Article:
Now, I think for a soldier the saying, "There are no atheists in foxholes" is very trite, but that doesn’t make it untrue. It’s only trite because it’s been said so many times, but it is of great comfort. Catholics and people who believe in God are as frightened as the next man in war. It’s a moot point — I’ve never been in the other place; I’ve never disbelieved, so I don’t know. But I just would never go there, because, to me, my faith is a comfort. It is an embrace.
Do you have problems reconciling your faith with the horrors of war and having to kill people? Has that been a struggle for you?
No, not at all. And maybe that’s an advantage or a flaw in my character. There are challenges to values which cannot be endured without losing one’s sense of self, and I will not allow those challenges to overcome me — or, more particularly, the people that have been trained and sent to me to protect.
I’ve been trained and sent to preserve a state of being, whether it’s a political state or the safety of the community, and those people behind me don’t have what I’ve been equipped to do. I have been equipped to do that, and I will do it. Now, there are strict limits. One must not maltreat people, foe or not. One might kill them [in the line of duty], but one must not abuse their dignity as a human creation. They’re one of God’s creatures, so torture, No; maiming, No; oppressing the helpless, No . ... In fact, you must give that person succor. All of those sorts of things are axiomatic.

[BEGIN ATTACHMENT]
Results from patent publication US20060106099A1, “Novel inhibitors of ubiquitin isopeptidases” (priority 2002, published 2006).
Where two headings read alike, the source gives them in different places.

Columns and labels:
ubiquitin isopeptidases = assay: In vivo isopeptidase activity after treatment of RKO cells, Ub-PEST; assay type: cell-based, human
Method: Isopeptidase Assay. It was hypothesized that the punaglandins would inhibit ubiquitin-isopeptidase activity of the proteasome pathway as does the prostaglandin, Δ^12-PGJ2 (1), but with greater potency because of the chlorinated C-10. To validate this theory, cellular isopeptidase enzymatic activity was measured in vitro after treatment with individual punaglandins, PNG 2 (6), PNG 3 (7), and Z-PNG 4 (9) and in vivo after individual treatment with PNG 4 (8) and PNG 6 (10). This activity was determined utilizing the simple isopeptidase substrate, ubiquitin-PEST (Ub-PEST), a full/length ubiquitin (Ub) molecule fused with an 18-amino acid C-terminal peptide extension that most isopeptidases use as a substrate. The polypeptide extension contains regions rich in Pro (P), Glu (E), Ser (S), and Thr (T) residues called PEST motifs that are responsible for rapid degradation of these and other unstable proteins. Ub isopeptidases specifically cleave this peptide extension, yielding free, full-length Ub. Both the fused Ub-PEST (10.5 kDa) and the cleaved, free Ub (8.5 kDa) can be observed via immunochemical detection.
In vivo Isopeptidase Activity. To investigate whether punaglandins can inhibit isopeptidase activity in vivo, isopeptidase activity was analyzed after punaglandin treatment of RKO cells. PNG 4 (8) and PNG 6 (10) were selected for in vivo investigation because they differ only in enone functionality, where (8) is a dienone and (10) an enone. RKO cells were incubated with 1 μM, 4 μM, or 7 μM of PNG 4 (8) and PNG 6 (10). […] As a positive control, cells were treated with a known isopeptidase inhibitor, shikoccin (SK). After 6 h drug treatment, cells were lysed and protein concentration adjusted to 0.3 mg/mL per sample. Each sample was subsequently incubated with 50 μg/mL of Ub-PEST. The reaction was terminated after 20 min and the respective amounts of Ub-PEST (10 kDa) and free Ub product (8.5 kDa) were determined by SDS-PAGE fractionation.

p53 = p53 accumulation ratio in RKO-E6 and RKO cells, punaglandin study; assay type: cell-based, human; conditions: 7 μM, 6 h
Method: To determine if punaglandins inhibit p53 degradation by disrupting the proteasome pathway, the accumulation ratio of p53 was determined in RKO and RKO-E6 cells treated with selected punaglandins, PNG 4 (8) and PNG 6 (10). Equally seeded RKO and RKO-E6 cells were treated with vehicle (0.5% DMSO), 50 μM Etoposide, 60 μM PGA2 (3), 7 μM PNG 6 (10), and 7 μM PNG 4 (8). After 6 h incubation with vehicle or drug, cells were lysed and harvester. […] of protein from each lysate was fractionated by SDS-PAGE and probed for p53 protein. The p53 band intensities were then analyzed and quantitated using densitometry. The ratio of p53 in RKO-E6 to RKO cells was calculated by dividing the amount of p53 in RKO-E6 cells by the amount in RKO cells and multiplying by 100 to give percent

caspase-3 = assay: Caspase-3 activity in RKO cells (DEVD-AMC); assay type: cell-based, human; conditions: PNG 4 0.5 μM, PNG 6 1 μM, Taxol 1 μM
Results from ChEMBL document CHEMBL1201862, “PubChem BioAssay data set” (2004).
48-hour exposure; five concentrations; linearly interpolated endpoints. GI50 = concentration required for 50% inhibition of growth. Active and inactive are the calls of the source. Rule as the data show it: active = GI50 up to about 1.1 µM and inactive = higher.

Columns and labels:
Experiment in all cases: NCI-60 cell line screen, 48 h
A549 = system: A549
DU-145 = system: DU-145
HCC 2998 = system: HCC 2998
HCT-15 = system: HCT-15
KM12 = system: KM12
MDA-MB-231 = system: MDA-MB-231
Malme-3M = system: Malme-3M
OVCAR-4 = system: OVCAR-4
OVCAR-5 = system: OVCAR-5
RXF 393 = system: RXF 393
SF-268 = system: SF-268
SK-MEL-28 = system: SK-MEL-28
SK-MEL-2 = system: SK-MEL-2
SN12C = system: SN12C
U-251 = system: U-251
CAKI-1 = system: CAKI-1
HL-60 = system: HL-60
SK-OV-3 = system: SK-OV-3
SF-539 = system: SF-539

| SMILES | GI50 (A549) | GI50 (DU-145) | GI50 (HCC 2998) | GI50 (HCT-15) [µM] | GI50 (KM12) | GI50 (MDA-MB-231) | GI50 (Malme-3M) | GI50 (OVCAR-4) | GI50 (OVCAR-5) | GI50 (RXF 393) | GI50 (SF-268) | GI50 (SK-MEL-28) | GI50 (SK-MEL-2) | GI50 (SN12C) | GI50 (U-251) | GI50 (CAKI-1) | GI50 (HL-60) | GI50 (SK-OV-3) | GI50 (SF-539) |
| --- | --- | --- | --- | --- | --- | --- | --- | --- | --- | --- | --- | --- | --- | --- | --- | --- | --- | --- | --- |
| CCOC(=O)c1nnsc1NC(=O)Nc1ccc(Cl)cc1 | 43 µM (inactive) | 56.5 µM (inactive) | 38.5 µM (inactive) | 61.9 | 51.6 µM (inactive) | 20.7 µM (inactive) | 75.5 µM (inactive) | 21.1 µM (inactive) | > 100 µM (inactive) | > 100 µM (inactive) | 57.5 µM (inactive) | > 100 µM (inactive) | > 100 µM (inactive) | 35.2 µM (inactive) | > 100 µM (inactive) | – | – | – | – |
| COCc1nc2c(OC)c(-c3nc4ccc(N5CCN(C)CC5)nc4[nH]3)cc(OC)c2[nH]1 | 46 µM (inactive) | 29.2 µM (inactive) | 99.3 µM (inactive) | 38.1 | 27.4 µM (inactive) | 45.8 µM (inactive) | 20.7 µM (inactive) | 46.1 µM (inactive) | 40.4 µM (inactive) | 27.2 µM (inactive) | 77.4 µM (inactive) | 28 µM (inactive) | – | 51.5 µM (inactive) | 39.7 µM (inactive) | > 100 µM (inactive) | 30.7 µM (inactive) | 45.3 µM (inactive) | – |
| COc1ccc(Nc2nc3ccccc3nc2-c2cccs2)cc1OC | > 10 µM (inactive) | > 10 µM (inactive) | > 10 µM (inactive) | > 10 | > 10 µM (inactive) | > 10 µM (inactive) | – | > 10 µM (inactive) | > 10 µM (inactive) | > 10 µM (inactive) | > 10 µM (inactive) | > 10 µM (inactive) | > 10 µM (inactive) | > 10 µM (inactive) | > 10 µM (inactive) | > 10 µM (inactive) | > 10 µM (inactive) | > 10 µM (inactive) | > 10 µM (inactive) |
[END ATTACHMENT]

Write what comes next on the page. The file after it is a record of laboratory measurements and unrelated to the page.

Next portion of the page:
I’ll give you an example, as a solider: I was disgusted and horrified when I was chief of the Defense Force in Australia and we learned of the events at Abu Ghraib. To me, that was just intolerable; and not only were we politically tremendously concerned, because we were part of that coalition and wanted to know: How could this be? — Are we involved in any way? Is any person involved? — but we were morally repulsed. And there’s no mealy-mouthing in that sentiment.
Has it been hard to act against your conscience as a soldier?